New Year’s resolutions get a bad rap, largely because they aren’t kept- a full gym in January, empty by February. I saw an article from the Cyberpsychology, Behavior, and Social Networking Journal (yes, there is one, and no, I don’t subscribe to it) saying that resolving to uninstall Facebook from your digital devices and your life would save the average American 300 hours a year, and make them markedly happier (no false comparisons to other people’s life highlight reels). But, could you really do that? How long could you actually hold out not knowing where Sid and Tricia took the kids for Christmas while you sat at home making jell-o mold? Statistics say, not very long. So, people abandon resolutions, or don’t make them at all.
I’m a fan of resolutions. There’s something deeply ingrained in the human spirit that is not content with the way things are, and longs for it to be better. This is a good and precious thing, evidence of the image of God crying out within us in a fallen world.
Rather than resolving to lose those 10 lbs. you gained at Christmas, or to call your mom once a week (go ahead and do those things, too), what if you decided this year would be the one where you were actually obedient to the call of God on your life? If you are His, I know He’s asking you to do something, something He has placed on your heart. I just don’t know what it is. But, you do. Maybe it’s joining a small group. Maybe it’s reading through His Word all the way this year, or restoring a broken relationship, or going on a mission trip, or figuring out how to make intentional devotional times work in your family. Chances are that something has been nagging on you a while.
What if this was the year you actually did it?
I know. Sometimes the thought of taking it on feels oppressive, like a burden. One more thing you have to do. Trust me, I have felt the same way. Recently, I read a book most of you won’t want to read. It’s called “The Whole Christ,” and it’s about an obscure doctrinal dispute among 18th century pastors and theologians in Scotland (I know; you’re rushing out right now to amazon.com to buy it). At its core, however, the book is about the classic debate between legalism and antinomianism (the idea, because we have grace, we can abandon the law, even the moral law, in its entirety). As I was feeling oppressed by a certain act of obedience I knew the Lord was calling me to do recently, I read a quote by Tim Keller, in the foreward of this book. And, it nailed me between the eyes:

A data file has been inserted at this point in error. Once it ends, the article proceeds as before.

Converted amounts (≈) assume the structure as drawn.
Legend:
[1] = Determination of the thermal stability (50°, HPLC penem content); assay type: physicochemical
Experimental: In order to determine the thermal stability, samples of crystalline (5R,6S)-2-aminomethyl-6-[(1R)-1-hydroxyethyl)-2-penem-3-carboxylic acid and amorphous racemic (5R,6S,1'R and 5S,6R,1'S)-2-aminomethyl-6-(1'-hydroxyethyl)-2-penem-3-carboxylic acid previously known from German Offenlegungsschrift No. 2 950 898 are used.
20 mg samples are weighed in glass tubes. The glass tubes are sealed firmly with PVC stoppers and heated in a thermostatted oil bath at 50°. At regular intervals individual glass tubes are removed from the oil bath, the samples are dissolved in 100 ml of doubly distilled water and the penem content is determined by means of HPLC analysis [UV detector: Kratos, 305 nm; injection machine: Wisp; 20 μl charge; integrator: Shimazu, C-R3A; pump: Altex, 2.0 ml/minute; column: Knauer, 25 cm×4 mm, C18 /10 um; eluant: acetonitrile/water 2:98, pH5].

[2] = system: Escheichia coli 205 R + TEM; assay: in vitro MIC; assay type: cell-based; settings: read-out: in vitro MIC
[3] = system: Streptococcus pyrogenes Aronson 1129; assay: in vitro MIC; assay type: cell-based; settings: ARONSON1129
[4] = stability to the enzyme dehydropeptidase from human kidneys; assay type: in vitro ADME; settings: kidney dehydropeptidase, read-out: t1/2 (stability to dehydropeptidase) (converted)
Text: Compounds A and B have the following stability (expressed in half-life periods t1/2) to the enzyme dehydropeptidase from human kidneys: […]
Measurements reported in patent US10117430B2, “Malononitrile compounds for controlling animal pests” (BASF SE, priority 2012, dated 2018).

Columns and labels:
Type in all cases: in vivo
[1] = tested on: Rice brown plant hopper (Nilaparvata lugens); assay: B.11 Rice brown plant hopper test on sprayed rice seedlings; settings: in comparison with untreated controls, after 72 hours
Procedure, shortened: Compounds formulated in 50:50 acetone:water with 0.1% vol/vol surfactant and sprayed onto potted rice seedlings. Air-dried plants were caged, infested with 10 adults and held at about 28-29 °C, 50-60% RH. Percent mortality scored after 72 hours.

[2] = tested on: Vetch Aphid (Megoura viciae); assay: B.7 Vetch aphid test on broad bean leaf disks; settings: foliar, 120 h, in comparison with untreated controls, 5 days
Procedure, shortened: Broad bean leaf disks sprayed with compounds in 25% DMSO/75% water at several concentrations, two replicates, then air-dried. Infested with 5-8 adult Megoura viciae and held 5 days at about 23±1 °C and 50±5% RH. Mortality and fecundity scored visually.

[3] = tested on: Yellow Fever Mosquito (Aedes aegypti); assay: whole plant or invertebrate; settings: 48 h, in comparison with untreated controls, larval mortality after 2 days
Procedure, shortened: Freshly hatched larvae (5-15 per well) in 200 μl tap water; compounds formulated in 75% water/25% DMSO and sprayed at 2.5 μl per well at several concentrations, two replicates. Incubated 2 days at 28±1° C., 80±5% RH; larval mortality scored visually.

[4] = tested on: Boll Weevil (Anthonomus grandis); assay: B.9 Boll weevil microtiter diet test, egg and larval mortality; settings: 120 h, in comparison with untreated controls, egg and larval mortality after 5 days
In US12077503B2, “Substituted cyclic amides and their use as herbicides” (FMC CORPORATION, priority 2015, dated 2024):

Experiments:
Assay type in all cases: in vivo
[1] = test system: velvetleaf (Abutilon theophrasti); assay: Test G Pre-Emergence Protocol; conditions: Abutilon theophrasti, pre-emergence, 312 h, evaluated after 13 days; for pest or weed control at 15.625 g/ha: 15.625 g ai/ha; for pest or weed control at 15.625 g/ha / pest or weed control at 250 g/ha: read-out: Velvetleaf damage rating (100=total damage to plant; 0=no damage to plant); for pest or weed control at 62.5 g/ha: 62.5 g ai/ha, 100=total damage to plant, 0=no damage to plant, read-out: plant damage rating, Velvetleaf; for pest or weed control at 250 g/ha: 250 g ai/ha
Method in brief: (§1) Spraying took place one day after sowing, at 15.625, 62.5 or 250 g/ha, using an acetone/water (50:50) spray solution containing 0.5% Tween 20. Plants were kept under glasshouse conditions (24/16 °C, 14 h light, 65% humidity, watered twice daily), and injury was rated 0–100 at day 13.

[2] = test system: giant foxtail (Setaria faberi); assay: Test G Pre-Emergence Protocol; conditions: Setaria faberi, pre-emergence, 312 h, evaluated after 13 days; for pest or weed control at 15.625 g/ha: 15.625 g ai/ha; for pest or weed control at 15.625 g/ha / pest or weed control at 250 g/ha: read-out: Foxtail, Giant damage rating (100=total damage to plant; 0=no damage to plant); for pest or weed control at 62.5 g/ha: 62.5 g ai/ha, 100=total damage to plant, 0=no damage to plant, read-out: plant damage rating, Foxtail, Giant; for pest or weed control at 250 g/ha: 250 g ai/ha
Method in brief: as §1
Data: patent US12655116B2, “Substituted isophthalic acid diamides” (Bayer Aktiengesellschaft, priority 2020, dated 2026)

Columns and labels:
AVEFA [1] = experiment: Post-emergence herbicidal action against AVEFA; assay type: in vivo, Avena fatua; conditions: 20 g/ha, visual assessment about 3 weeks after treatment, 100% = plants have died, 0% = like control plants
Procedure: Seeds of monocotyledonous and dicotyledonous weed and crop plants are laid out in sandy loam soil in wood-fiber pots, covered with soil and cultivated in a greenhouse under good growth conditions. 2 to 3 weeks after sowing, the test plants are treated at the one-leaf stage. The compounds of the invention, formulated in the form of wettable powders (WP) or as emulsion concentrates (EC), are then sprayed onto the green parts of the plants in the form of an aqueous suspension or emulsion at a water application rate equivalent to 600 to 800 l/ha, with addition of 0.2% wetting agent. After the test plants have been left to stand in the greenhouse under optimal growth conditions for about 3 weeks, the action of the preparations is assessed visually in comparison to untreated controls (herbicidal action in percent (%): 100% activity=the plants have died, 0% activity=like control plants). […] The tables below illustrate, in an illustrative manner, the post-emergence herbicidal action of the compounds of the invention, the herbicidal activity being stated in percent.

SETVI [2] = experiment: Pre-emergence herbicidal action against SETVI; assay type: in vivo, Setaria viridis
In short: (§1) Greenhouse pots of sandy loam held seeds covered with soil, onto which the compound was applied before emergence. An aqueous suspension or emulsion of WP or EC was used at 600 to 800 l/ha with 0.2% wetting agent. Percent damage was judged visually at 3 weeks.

Because both mindsets (legalism and antinomianism) refuse to believe in the love and graciousness of God, they assume that any commands given to us are evidence that He is unwilling to bless us. They both fail to see obedience as the way to give the gracious God delight as well as the way to become our true selves, the people we were created to be. They participate in the same incomprehension of the joy of obedience- they see obedience as something imposed on us by a God whose love is conditional and who is unwilling to give us blessing unless we do quite a lot of work. The only difference is the legalist wearily assumes the burden, while the antinomian casts it off by insisting that, if God is loving, He wouldn’t ask for it.
God convicted me that, in viewing what He was calling me to do as burdensome and oppressive, I was acting like a closet legalist. “I’ll do my part, so you can do your part, God.” I was operating as if my approval before God, or His willingness to approve of me, was contingent upon this act of obedience. As a result, it felt oppressive. And, I wearily assumed it, dragging my feet the whole way.
I had to repent. Instead, I reminded myself of the beauty and power of the gospel- I stand righteous and holy before God, not because of anything I have done, but solely because of Christ’s sacrifice for me, and for you. God will never love us more or less than He does right now, if we are saved in Christ. That’s the cataclysmic, at times incomprehensible thing about grace.
If He’s calling you to do something, an act of obedience, He’s not doing it to put a burden on you. He’s calling you the way your dad called you to jump into the pool when you were little and scared, because he was trying to teach you to swim, to enjoy all the excitement and joy the pool in the summer had to offer. Even better, God wants to give you the opportunity to become the completely new you He created you to be, to delight in Him, and to experience a type of joy you’re not experiencing right now, for His glory, and your good.
Unlike some of our self-motivated resolutions, God doesn’t ask you to become the new you alone. He puts the power of God inside you, the power that raised Jesus from the dead, power that is yours just for the asking. The reason we try and fail so much is that we operate out of our own, weak flesh. Meanwhile, God offers His power to us, just for the asking.
This new year, make a resolution, the one rooted down deep that’s been there for a while. The one God placed in your heart. Obedience is like any other discipline, like working out; once it’s trained, it’s always less of a struggle to repeat. It becomes an inclination of the heart. Toward the new you your soul longs to be.